"Everthing is Beautiful" until it morphs into a "Bird Killer"
Something has been forgotten in the design of environmentally friendly buildings. The Atlanta Journal-Constitution describes what:
It is one of Emory University's most environmentally friendly buildings, a hallmark of the institution's efforts to "go green." To hear John Wegner describe it, it's also a slaughterhouse. ...
"The building killed 60 birds in the first year," said Wegner, Emory's chief environmental officer. "It was the wall of death." ... Magnolia warblers, Swainson's thrushes, ovenbirds — no species was safe.
Now Emory drapes parts of the $40 million building with black mesh netting for about three months each fall, and migrating birds bounce off safely. ...
Turns out, environmentally friendly buildings are often bird killers. Ornithologist Daniel Klem, a professor at Muhlenberg College in Pennsylvania who has studied the problem for decades, said between 100 million and 1 billion birds die in the United States each year in collisions with glass.
Buildings that earn LEED certifications, the brass ring of environmentally sustainable construction, are often largely glass. Klem said few architects take their feathered friends into account. They are an unintended consequence of light-filled structures.
What else has been forgotten? Well nothing that we can think of right now. Michael Crichton, discussing modern man's attempt to keep nature in some imagined pristine state argues that if environmentalists want to keep things "just so" then they are going to have to keep adjusting and adjusting and adjusting the natural world without end. Because it won't stay still.
The natural system of inherently chaotic, major disruption is the rule not the exception, and if we are to manage the system we are going to have to be actively involved. ... We now know that nature has never been untouched.
The first white visitors to the New World didn’t understand what they were looking at. In California, Indians burned old growth forest with such regularity that there is more old growth today than there was in 1850. Yellowstone was a beauty spot precisely because the Indians hunted the elk and moose to the edge of extinction. When they were prevented from hunting in their traditional grounds, Yellowstone began its complex decline.
We now have research to help us formulate strategies for management of complex systems. But I am not sure we have organizations capable of making these changes. I would also remind you that to properly manage what we call wilderness is going to be stupefyingly expensive. Good wilderness is expensive!
The Atlanta Journal-Constitution assures us that all those environmentally-friendly bird killing buildings across the country can be easily fixed -- for a price.
At Klem's urging, Swarthmore College installed "fritted" window panes in a $71 million science building. Small dots make the glass look frosted so birds won't be confused.
And just this year, Toronto adopted new bird-friendly guidelines designed to save the lives of more than 10 million migratory birds, including building with nonreflective glass and redesigning ventilation grates and placing internal greenery away from windows.
But Klem said these are small steps for such a massive problem. Glass companies and the construction companies have to get involved, he said. "We know what it takes to fix it," he said. "The question is how willing is the industry?"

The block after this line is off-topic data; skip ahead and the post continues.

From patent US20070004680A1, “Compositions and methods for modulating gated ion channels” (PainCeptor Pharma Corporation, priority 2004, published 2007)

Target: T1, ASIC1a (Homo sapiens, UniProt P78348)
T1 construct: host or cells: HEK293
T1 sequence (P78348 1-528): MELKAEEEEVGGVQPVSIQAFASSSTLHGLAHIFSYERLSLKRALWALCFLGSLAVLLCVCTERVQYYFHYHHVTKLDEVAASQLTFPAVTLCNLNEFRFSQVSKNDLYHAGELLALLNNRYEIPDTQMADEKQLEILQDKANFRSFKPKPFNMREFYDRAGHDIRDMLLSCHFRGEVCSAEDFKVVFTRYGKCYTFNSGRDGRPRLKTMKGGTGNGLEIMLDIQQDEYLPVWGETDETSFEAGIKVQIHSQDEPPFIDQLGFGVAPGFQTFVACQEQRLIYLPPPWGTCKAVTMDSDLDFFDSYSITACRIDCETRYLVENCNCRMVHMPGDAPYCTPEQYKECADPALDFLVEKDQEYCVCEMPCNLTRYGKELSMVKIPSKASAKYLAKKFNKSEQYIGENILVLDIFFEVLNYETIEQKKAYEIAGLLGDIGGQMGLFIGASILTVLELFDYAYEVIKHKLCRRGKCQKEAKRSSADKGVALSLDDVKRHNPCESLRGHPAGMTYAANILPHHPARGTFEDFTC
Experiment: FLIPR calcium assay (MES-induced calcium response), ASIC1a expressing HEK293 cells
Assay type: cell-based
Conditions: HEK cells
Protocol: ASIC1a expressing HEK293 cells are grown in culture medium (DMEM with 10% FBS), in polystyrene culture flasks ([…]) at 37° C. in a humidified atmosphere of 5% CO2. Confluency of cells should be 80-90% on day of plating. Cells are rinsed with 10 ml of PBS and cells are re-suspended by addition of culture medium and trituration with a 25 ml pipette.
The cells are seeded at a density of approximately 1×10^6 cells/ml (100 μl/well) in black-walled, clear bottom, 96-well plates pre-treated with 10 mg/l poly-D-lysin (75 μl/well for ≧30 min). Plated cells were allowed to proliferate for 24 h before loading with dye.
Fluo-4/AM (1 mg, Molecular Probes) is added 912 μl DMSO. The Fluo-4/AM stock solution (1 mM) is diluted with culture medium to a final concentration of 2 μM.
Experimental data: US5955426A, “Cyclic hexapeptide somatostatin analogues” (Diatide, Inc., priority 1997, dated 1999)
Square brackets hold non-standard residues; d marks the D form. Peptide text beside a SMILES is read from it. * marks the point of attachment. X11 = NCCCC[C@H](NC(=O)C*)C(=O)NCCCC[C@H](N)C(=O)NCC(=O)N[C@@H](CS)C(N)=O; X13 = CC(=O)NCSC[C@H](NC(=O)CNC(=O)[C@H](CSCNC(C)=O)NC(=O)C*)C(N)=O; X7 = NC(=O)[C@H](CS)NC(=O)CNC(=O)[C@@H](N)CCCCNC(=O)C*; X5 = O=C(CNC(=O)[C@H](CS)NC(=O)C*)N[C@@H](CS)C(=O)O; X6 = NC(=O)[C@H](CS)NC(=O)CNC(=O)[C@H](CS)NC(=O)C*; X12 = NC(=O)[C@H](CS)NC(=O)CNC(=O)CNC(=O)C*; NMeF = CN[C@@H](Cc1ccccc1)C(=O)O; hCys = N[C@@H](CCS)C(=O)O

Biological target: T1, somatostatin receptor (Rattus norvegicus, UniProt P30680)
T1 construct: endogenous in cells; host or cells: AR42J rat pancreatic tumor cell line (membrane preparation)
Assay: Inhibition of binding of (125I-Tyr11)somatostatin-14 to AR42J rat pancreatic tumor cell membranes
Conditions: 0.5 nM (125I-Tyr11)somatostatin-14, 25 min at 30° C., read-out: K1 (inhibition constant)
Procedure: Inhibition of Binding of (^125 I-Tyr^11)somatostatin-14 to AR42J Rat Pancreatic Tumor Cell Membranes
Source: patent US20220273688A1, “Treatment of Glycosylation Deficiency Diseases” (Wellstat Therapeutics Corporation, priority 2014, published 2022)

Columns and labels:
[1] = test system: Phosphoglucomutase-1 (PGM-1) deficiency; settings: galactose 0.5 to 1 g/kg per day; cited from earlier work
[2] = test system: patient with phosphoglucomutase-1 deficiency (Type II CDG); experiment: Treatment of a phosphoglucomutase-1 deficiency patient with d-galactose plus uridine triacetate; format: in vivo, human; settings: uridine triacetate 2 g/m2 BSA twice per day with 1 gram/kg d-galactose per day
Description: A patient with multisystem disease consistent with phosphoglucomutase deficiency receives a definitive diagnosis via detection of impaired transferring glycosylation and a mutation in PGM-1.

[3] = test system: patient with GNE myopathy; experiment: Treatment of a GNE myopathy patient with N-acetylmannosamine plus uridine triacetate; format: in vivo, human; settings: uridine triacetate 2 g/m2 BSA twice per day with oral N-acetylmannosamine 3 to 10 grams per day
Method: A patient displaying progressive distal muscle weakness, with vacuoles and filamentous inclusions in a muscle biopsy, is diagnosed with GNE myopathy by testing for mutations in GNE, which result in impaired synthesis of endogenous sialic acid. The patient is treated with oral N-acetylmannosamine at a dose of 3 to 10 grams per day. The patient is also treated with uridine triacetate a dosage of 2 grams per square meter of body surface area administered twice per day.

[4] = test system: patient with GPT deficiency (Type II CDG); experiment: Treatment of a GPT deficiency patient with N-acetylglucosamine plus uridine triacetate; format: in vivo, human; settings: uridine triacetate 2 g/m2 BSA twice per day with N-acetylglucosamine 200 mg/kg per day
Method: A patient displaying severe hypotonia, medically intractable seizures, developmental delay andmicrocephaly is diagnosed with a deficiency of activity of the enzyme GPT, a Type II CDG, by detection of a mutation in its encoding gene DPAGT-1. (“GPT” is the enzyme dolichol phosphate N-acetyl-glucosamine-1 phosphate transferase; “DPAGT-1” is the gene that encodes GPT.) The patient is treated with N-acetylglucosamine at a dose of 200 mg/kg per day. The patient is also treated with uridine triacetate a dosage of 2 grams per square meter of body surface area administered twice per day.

The key question buried in the Atlanta Journal-Constitution article is "how does the glass window market react to new information that 'environmentally friendly' buildings kill birds"? Presumably the "environmentally friendly" buildings are now producing a hitherto unrecognized pollutant that needs to be internalized into their cost curve, or at least into those producing glass windows. Then the market create an incentive to convert to pebbled or frosted glass.
One of the least appreciated mechanisms for dealing with externalities is the market. But activists have declared that in the matter of carbon, the market doesn't work well enough. Kyoto is an attempt to impose a penalty, which can be traded in emissions markets, to "fix" the fact that "greenhouse gases" are not part of the private cost curve. But how if the measures adopted to comply with Kyoto themselves created externalities? Would the UN periodically update the regulatory regime? Will it keep "fixing" the markets? And what of the cost of regulation and compliance, because it is certainly not free.
Ultimately much will depend on whether the science is good. Imagine that we were all investing in a project which would return a supposed benefit. In this case the project is "carbon stabilization" which is presumed to have a value. We don't know the optimum levels of greenhouse gases. We don't even know with any certainty whether they matter to the real objective function: human welfare. We can't even agree on a common objective function, whether it is optimizing human welfare or Gaia or whatever.
But the point is that we expect a return on all the effort being poured into Kyoto and are being charged for the investment. But what if it's a dry hole? What if there's no return? What happens if in fact we have to pay for fixing the damage we did with Kyoto because we didn't care about the science since the "precautionary principle" took care of everything? What then?
'The market will fix it'. Yes, but we've fixed the market because it wasn't working to our satisfaction. Kyoto has the potential to be greatest single boondoggle since Charles Ponzi began his illustrious career. That's not to say it won't benefit mankind. But then, how would we measure that benefit? Oh, I forgot: the precautionary principle renders that question unnecessary.